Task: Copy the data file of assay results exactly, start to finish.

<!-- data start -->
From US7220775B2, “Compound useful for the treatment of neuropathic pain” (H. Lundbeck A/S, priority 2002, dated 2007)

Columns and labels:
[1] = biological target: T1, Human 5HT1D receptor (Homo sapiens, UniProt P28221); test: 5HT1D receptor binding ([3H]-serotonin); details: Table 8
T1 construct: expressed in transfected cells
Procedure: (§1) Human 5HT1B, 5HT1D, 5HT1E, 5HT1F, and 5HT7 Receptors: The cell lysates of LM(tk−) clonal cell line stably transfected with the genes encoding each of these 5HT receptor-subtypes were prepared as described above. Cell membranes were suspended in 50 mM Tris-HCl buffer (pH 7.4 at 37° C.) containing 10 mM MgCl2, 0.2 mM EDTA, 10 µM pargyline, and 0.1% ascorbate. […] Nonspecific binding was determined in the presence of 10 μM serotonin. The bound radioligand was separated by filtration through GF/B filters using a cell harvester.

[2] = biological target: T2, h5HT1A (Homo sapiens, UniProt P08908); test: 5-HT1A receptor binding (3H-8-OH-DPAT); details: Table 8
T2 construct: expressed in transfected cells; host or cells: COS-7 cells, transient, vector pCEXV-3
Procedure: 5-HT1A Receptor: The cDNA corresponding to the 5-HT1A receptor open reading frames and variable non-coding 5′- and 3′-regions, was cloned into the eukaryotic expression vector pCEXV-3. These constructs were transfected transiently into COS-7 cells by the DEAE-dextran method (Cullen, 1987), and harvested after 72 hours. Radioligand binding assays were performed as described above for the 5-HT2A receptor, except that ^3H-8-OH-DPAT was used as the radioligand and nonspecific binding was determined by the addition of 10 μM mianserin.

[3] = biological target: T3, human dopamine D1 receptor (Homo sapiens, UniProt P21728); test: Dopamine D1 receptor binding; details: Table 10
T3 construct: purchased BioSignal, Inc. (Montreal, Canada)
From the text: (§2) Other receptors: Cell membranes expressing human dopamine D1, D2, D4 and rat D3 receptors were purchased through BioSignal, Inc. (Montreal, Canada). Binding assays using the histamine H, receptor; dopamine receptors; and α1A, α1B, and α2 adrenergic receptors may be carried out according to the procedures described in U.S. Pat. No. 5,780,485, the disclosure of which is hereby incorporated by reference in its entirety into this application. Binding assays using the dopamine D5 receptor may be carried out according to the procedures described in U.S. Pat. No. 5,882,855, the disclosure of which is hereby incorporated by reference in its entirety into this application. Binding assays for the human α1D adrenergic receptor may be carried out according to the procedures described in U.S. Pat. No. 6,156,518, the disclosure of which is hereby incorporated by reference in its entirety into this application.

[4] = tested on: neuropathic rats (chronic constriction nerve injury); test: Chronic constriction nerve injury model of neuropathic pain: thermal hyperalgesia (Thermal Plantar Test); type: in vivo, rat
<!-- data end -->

From US7220775B2, “Compound useful for the treatment of neuropathic pain” (H. Lundbeck A/S, priority 2002, dated 2007)

Columns and labels:
[1] = biological target: T1, Human 5HT1D receptor (Homo sapiens, UniProt P28221); test: 5HT1D receptor binding ([3H]-serotonin); details: Table 8
T1 construct: expressed in transfected cells
Procedure: (§1) Human 5HT1B, 5HT1D, 5HT1E, 5HT1F, and 5HT7 Receptors: The cell lysates of LM(tk−) clonal cell line stably transfected with the genes encoding each of these 5HT receptor-subtypes were prepared as described above. Cell membranes were suspended in 50 mM Tris-HCl buffer (pH 7.4 at 37° C.) containing 10 mM MgCl2, 0.2 mM EDTA, 10 µM pargyline, and 0.1% ascorbate. […] Nonspecific binding was determined in the presence of 10 μM serotonin. The bound radioligand was separated by filtration through GF/B filters using a cell harvester.

[2] = biological target: T2, h5HT1A (Homo sapiens, UniProt P08908); test: 5-HT1A receptor binding (3H-8-OH-DPAT); details: Table 8
T2 construct: expressed in transfected cells; host or cells: COS-7 cells, transient, vector pCEXV-3
Procedure: 5-HT1A Receptor: The cDNA corresponding to the 5-HT1A receptor open reading frames and variable non-coding 5′- and 3′-regions, was cloned into the eukaryotic expression vector pCEXV-3. These constructs were transfected transiently into COS-7 cells by the DEAE-dextran method (Cullen, 1987), and harvested after 72 hours. Radioligand binding assays were performed as described above for the 5-HT2A receptor, except that ^3H-8-OH-DPAT was used as the radioligand and nonspecific binding was determined by the addition of 10 μM mianserin.

[3] = biological target: T3, human dopamine D1 receptor (Homo sapiens, UniProt P21728); test: Dopamine D1 receptor binding; details: Table 10
T3 construct: purchased BioSignal, Inc. (Montreal, Canada)
From the text: (§2) Other receptors: Cell membranes expressing human dopamine D1, D2, D4 and rat D3 receptors were purchased through BioSignal, Inc. (Montreal, Canada). Binding assays using the histamine H, receptor; dopamine receptors; and α1A, α1B, and α2 adrenergic receptors may be carried out according to the procedures described in U.S. Pat. No. 5,780,485, the disclosure of which is hereby incorporated by reference in its entirety into this application. Binding assays using the dopamine D5 receptor may be carried out according to the procedures described in U.S. Pat. No. 5,882,855, the disclosure of which is hereby incorporated by reference in its entirety into this application. Binding assays for the human α1D adrenergic receptor may be carried out according to the procedures described in U.S. Pat. No. 6,156,518, the disclosure of which is hereby incorporated by reference in its entirety into this application.

[4] = tested on: neuropathic rats (chronic constriction nerve injury); test: Chronic constriction nerve injury model of neuropathic pain: thermal hyperalgesia (Thermal Plantar Test); type: in vivo, rat